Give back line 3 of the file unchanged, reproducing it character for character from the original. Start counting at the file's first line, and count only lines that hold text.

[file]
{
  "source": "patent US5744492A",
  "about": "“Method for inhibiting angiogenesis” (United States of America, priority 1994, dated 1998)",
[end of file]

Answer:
  "about": "“Method for inhibiting angiogenesis” (United States of America, priority 1994, dated 1998)",